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Published Wednesday, October 25, 2017

Freeze the Fraud

On Thursday, September 7, credit bureau Equifax announced that after unauthorized access to their network in July, the sensitive information of 143 million Americans was compromised. The data includes Social Security numbers (SSNs), birth dates, and addresses. A smaller percentage of cases also included credit card numbers, driver's license numbers and "certain dispute documents with personal identifying information for approximately 182,000 U.S. consumers." Equifax has also disclosed that "limited personal information for certain UK and Canadian residents" was also part of the incident. While the initial number of 143 million would appear to affect 44 percent of the U.S. population, the affected percentage increases once children and those without credit histories are removed.

Equifax has setup a website where individuals can determine if their information was compromised in this incident. Additionally while initial reports said that by using the Equifax website individuals were entering into a forced arbitration agreement, the company has since issued a statement that clarifies that these legal rights are not being waived. As of September 12 an official cause for the breach has not been given, though there have been reports through anonymous sources that an Adobe Struts vulnerability was the cause.

This breach highlights an important issue, when personal information is compromised; there may not be much an individual can "do". Unlike credit card and bank account numbers, birthdates, SSN's and previous addresses of residence cannot be changed. (While theoretically possible to get a new SSN, the Social Security Administration only assigned 274 new numbers in 2015). Consumers can consider signing up for credit monitoring services, one of which is offered by Equifax. Affected individuals can also consider "freezing" their credit to prevent new lines from being opened in their name. More information is available on the Federal Trade Commission website.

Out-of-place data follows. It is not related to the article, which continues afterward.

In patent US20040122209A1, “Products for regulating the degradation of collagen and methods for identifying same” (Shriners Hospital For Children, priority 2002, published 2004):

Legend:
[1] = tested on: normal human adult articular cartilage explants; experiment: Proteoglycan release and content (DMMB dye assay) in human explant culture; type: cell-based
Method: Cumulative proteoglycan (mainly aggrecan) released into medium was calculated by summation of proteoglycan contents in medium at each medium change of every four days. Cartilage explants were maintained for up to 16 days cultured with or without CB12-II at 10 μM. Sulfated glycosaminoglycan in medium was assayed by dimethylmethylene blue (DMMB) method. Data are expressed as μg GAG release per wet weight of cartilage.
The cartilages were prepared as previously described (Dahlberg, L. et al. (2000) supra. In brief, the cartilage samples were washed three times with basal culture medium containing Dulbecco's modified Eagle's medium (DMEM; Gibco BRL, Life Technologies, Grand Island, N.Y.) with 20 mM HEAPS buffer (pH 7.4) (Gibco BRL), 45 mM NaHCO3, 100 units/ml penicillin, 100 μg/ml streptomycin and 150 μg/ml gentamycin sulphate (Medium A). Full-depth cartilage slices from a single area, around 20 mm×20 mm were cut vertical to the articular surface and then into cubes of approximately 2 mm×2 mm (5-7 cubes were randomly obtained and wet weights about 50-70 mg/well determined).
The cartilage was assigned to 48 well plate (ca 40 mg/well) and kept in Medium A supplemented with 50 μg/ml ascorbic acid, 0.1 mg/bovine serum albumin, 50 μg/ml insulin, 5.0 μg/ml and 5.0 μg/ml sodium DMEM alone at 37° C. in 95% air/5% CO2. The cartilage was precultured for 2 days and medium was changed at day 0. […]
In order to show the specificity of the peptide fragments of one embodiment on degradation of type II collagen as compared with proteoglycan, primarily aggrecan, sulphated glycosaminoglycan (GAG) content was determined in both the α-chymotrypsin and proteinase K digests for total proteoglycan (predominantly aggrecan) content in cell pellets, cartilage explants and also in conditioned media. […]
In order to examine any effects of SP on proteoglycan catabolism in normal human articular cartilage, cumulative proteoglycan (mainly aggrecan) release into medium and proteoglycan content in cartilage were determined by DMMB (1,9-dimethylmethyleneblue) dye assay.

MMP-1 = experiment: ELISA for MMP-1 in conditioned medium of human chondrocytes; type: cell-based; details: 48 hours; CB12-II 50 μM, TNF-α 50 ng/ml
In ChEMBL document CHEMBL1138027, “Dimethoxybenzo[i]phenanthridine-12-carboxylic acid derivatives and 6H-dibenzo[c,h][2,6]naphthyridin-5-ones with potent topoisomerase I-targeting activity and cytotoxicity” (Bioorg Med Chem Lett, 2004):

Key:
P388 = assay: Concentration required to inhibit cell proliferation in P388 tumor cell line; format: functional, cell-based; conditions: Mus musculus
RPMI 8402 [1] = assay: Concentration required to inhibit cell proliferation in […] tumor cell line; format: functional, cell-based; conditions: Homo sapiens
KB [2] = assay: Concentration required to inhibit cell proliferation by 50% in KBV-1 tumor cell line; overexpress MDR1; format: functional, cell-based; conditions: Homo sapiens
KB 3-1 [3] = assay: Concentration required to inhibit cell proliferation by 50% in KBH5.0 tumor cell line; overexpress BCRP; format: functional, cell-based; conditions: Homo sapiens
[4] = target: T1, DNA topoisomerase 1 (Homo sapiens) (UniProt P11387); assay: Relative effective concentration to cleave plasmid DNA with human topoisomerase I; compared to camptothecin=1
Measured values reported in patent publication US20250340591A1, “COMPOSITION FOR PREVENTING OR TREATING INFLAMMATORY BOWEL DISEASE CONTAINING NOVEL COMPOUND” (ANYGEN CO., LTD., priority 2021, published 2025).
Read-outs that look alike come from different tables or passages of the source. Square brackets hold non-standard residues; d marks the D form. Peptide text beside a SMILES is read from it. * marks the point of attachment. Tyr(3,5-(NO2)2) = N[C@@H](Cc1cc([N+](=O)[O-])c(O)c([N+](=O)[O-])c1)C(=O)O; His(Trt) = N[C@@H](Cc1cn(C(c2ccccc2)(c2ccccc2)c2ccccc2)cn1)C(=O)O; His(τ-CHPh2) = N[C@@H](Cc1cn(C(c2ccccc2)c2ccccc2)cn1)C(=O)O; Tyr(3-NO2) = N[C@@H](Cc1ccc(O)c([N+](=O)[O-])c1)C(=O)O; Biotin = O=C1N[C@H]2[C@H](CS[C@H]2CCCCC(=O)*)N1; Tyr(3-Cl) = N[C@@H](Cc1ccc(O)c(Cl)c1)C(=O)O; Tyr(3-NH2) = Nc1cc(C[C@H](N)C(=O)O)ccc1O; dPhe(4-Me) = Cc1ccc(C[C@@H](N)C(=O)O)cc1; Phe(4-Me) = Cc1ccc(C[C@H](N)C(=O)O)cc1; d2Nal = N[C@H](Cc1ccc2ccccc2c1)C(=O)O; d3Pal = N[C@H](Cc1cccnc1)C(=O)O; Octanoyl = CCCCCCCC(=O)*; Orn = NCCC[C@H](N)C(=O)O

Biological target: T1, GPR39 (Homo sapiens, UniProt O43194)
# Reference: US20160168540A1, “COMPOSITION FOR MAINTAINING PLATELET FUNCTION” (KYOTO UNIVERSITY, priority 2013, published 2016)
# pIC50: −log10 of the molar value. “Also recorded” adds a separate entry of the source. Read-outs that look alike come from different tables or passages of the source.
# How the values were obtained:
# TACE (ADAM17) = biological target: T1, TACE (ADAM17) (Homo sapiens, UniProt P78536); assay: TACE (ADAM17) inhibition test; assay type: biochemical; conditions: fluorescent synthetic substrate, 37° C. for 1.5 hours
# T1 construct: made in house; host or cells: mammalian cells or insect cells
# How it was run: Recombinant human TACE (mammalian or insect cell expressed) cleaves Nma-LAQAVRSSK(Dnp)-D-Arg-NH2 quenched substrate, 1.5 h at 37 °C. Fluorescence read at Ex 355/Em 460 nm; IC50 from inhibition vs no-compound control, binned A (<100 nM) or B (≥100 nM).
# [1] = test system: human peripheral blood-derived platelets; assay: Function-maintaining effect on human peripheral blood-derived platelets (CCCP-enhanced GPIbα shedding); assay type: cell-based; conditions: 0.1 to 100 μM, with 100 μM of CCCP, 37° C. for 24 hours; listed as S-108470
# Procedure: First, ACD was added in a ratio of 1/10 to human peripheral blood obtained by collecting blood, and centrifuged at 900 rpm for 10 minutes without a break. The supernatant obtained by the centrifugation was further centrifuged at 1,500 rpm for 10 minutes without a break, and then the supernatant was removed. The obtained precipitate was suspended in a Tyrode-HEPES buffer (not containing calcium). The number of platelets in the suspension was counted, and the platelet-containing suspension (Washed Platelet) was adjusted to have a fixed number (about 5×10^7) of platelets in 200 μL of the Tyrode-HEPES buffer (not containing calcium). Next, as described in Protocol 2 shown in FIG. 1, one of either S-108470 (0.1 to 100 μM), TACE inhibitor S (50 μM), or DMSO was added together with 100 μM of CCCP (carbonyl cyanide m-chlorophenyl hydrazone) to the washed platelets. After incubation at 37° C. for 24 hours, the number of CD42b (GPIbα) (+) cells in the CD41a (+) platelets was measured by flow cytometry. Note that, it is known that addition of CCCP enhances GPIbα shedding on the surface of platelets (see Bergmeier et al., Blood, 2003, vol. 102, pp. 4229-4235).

CNA's Chief Information Security Officer Larry Lidz, said, "The real risk isn't people opening a new credit card under your name - credit companies are used to ID theft and can undo the card quickly. The much larger risk is people using the personal information to reset passwords on financial systems (banks, payroll, 401(k), etc.) and then drain the account and/or redirect your paycheck." Many institutions utilize credit bureaus for "identity verification", which requires consumers to verify information like previous residences, loans/lines of credit or vehicle make/model. Now that some of this information has been compromised, consumers may be left unprotected.

In addition to the above, consumers can place a freeze on their children's credit. Consumers can also request a copy of their credit reports. A credit freeze, however, will not prevent income tax refund fraud that may be subsequently attempted. Additionally, they consumers should consider opting out of pre-screen credit offers and request an annual explanation of benefits from their healthcare provider to ensure that no fraudulent claims have been filed under their identity. 
Any references to non-CNA websites are provided solely for convenience and CNA disclaims any responsibility with respect thereto. 

One or more of the CNA companies provide the products and/or services described. The information is intended to present a general overview for illustrative purposes only. Read CNA’s General Disclaimer.
One or more of the CNA companies provide the products and/or services described. The information is intended to present a general overview for illustrative purposes only. Read CNA’s General Disclaimer.

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